What’s more, gout tends to occur along with other issues ranging from obesity — which is associated with a higher risk of gout — to diabetes and kidney disease, making eating well all the more important.
Along those lines, if you have gout, clinicians often recommend avoiding, or at least consuming in moderation, certain foods and drinks that are high in purines. Those include:
— Sodas and other high-fructose corn syrup-infused products.
— Red meat.
— Organ meats like liver.
Beer, for example, is high in purines; and “alcohol makes it hard for your kidneys to get rid of uric acid, so that’s a double whammy for gout,” explains Dr. Rebecca Tuetken, a rheumatologist and clinical professor of internal medicine at the University of Iowa Hospitals & Clinics in Iowa City.
While there’s some indication that beer and distilled liquors may be worth watching due to high purine content — and wine tends be lower in purines by comparison — research that evaluated consumption of wine, beer and liquor suggests it’s a good idea to limit alcohol consumption of any kind to reduce risk for recurrent gout attacks. At the very least, clinicians generally recommend drinking in moderation — say no more than a drink or two in a given day, and abstaining altogether when experiencing a flare.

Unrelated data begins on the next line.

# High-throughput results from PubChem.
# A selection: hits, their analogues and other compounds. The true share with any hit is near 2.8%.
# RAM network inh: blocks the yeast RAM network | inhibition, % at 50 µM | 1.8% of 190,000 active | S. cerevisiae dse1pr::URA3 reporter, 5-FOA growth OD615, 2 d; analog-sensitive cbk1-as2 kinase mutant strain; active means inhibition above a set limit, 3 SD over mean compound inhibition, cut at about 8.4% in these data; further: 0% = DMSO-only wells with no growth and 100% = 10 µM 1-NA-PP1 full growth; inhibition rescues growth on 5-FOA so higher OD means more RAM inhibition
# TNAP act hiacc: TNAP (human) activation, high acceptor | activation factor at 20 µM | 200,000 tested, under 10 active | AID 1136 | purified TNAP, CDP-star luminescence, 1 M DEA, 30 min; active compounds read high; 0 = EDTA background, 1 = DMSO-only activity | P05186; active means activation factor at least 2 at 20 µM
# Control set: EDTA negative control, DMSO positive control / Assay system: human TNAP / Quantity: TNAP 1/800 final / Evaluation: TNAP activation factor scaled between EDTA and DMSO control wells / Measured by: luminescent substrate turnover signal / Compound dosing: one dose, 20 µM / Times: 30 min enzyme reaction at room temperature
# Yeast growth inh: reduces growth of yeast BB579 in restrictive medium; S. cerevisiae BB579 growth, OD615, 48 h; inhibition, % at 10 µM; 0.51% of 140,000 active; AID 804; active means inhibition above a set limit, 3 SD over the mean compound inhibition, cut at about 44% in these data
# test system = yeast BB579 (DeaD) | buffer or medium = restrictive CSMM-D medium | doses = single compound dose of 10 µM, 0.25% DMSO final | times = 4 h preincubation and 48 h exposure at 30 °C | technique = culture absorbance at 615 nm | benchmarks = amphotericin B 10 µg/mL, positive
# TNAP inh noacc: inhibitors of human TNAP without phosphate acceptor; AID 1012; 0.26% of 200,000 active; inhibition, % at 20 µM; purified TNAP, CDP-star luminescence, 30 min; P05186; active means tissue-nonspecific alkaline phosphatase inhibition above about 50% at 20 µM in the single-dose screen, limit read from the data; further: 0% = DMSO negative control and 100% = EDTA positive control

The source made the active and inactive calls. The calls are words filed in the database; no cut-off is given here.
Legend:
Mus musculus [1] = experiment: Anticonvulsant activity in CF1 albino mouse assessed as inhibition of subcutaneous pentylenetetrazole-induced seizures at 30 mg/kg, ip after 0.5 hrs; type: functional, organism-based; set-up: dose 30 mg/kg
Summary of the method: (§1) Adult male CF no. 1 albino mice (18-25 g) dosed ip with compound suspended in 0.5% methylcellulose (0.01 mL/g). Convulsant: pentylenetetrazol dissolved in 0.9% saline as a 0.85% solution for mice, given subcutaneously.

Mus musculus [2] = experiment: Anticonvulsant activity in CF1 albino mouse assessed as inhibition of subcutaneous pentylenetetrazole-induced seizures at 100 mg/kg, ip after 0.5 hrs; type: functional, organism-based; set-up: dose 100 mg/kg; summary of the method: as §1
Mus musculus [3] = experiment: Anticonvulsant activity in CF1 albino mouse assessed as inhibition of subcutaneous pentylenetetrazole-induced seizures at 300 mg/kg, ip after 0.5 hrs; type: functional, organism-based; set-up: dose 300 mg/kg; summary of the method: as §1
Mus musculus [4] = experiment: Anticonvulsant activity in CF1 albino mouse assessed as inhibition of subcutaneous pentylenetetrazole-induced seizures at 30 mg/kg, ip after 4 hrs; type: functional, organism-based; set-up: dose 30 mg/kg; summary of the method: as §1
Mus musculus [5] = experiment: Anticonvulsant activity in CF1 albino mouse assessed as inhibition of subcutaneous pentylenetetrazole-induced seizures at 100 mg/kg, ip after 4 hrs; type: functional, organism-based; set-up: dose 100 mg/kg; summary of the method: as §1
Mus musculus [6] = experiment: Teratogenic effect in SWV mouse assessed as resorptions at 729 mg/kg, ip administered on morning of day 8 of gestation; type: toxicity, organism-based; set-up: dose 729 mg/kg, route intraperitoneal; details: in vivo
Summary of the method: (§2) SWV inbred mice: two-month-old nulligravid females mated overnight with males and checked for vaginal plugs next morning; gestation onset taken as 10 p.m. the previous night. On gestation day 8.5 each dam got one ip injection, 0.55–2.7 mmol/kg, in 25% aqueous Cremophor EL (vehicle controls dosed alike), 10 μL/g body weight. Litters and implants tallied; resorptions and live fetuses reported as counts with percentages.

Take a Pass on Soda
While you’re surveying what you drink, consider abstaining from the fizz too, or at the very least switching to a diet soda or sugar– and calorie-free seltzer water. “High-fructose corn syrup-containing soft drinks such as soda, sports drinks and fruit juices, along with certain foods are not good for people with high uric acid levels, Tuetken says.
While there’s much debate about whether artificial sweeteners in diet soda are actually better than sugar, at least in this case if you can’t kick a soda habit, it’s preferable to drink diet soda over the real thing that’s loaded with high-fructose corn syrup.
Given how common HFCS is in drink and food products, it can be hard to avoid. But experts recommend doing your best to have less of it, whether that’s in soda, ice cream or candy.
Eat Modest Amounts of Meat